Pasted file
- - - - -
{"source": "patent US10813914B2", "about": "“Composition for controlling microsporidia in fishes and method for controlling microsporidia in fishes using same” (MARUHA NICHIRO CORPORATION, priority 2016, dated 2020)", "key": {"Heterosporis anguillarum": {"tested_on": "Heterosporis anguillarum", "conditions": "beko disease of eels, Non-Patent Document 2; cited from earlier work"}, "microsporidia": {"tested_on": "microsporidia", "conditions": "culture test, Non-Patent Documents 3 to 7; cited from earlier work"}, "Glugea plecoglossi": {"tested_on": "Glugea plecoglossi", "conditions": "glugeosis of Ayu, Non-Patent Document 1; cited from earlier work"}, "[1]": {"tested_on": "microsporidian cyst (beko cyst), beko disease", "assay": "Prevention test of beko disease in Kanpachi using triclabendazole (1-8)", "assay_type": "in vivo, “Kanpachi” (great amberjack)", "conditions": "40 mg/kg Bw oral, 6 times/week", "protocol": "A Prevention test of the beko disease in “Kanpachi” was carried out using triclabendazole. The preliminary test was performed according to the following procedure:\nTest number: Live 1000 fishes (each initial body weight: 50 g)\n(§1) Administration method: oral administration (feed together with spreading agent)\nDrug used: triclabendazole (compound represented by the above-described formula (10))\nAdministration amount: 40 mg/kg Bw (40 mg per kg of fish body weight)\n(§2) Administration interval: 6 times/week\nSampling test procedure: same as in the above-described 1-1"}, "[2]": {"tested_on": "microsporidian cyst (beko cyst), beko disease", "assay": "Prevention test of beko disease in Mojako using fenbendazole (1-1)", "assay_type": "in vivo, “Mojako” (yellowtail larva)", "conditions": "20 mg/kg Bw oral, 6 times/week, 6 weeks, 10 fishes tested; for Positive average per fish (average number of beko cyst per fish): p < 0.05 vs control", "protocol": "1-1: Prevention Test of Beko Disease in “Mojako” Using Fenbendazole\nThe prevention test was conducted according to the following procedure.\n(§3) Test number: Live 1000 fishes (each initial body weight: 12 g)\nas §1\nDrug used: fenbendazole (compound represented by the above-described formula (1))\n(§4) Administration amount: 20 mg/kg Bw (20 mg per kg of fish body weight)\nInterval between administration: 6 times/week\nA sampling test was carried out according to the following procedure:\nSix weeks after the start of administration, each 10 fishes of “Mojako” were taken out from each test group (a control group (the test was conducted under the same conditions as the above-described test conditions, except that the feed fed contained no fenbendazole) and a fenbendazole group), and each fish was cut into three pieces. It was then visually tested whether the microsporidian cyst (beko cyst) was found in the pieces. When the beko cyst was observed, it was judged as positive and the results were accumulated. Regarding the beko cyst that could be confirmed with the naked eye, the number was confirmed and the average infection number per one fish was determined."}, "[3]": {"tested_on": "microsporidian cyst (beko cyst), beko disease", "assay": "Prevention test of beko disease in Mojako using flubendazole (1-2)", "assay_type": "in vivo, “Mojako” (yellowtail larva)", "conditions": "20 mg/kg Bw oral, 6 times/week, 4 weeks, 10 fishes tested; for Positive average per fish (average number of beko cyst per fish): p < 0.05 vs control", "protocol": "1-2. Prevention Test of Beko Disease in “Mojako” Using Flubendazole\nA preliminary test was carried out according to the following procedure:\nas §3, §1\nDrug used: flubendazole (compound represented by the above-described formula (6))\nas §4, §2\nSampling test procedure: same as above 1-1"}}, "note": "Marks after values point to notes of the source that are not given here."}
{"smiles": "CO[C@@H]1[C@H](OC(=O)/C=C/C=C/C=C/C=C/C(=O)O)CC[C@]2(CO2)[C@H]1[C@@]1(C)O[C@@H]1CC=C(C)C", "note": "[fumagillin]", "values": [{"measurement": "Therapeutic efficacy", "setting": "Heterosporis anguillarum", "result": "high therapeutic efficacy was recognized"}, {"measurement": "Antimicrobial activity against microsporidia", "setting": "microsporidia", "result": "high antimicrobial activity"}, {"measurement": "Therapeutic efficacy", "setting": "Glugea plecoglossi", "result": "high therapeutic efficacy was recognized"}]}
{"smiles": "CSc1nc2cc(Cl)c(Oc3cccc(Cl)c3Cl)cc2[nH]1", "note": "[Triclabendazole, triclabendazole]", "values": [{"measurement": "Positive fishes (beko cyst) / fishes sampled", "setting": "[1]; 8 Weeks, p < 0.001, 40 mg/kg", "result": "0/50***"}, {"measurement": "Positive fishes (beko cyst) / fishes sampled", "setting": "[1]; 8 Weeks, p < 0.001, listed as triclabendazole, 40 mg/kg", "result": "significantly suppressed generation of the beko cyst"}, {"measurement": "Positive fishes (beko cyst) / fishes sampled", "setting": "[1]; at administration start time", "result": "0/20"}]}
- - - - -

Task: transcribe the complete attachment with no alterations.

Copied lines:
{"source": "patent US10813914B2", "about": "“Composition for controlling microsporidia in fishes and method for controlling microsporidia in fishes using same” (MARUHA NICHIRO CORPORATION, priority 2016, dated 2020)", "key": {"Heterosporis anguillarum": {"tested_on": "Heterosporis anguillarum", "conditions": "beko disease of eels, Non-Patent Document 2; cited from earlier work"}, "microsporidia": {"tested_on": "microsporidia", "conditions": "culture test, Non-Patent Documents 3 to 7; cited from earlier work"}, "Glugea plecoglossi": {"tested_on": "Glugea plecoglossi", "conditions": "glugeosis of Ayu, Non-Patent Document 1; cited from earlier work"}, "[1]": {"tested_on": "microsporidian cyst (beko cyst), beko disease", "assay": "Prevention test of beko disease in Kanpachi using triclabendazole (1-8)", "assay_type": "in vivo, “Kanpachi” (great amberjack)", "conditions": "40 mg/kg Bw oral, 6 times/week", "protocol": "A Prevention test of the beko disease in “Kanpachi” was carried out using triclabendazole. The preliminary test was performed according to the following procedure:\nTest number: Live 1000 fishes (each initial body weight: 50 g)\n(§1) Administration method: oral administration (feed together with spreading agent)\nDrug used: triclabendazole (compound represented by the above-described formula (10))\nAdministration amount: 40 mg/kg Bw (40 mg per kg of fish body weight)\n(§2) Administration interval: 6 times/week\nSampling test procedure: same as in the above-described 1-1"}, "[2]": {"tested_on": "microsporidian cyst (beko cyst), beko disease", "assay": "Prevention test of beko disease in Mojako using fenbendazole (1-1)", "assay_type": "in vivo, “Mojako” (yellowtail larva)", "conditions": "20 mg/kg Bw oral, 6 times/week, 6 weeks, 10 fishes tested; for Positive average per fish (average number of beko cyst per fish): p < 0.05 vs control", "protocol": "1-1: Prevention Test of Beko Disease in “Mojako” Using Fenbendazole\nThe prevention test was conducted according to the following procedure.\n(§3) Test number: Live 1000 fishes (each initial body weight: 12 g)\nas §1\nDrug used: fenbendazole (compound represented by the above-described formula (1))\n(§4) Administration amount: 20 mg/kg Bw (20 mg per kg of fish body weight)\nInterval between administration: 6 times/week\nA sampling test was carried out according to the following procedure:\nSix weeks after the start of administration, each 10 fishes of “Mojako” were taken out from each test group (a control group (the test was conducted under the same conditions as the above-described test conditions, except that the feed fed contained no fenbendazole) and a fenbendazole group), and each fish was cut into three pieces. It was then visually tested whether the microsporidian cyst (beko cyst) was found in the pieces. When the beko cyst was observed, it was judged as positive and the results were accumulated. Regarding the beko cyst that could be confirmed with the naked eye, the number was confirmed and the average infection number per one fish was determined."}, "[3]": {"tested_on": "microsporidian cyst (beko cyst), beko disease", "assay": "Prevention test of beko disease in Mojako using flubendazole (1-2)", "assay_type": "in vivo, “Mojako” (yellowtail larva)", "conditions": "20 mg/kg Bw oral, 6 times/week, 4 weeks, 10 fishes tested; for Positive average per fish (average number of beko cyst per fish): p < 0.05 vs control", "protocol": "1-2. Prevention Test of Beko Disease in “Mojako” Using Flubendazole\nA preliminary test was carried out according to the following procedure:\nas §3, §1\nDrug used: flubendazole (compound represented by the above-described formula (6))\nas §4, §2\nSampling test procedure: same as above 1-1"}}, "note": "Marks after values point to notes of the source that are not given here."}
{"smiles": "CO[C@@H]1[C@H](OC(=O)/C=C/C=C/C=C/C=C/C(=O)O)CC[C@]2(CO2)[C@H]1[C@@]1(C)O[C@@H]1CC=C(C)C", "note": "[fumagillin]", "values": [{"measurement": "Therapeutic efficacy", "setting": "Heterosporis anguillarum", "result": "high therapeutic efficacy was recognized"}, {"measurement": "Antimicrobial activity against microsporidia", "setting": "microsporidia", "result": "high antimicrobial activity"}, {"measurement": "Therapeutic efficacy", "setting": "Glugea plecoglossi", "result": "high therapeutic efficacy was recognized"}]}
{"smiles": "CSc1nc2cc(Cl)c(Oc3cccc(Cl)c3Cl)cc2[nH]1", "note": "[Triclabendazole, triclabendazole]", "values": [{"measurement": "Positive fishes (beko cyst) / fishes sampled", "setting": "[1]; 8 Weeks, p < 0.001, 40 mg/kg", "result": "0/50***"}, {"measurement": "Positive fishes (beko cyst) / fishes sampled", "setting": "[1]; 8 Weeks, p < 0.001, listed as triclabendazole, 40 mg/kg", "result": "significantly suppressed generation of the beko cyst"}, {"measurement": "Positive fishes (beko cyst) / fishes sampled", "setting": "[1]; at administration start time", "result": "0/20"}]}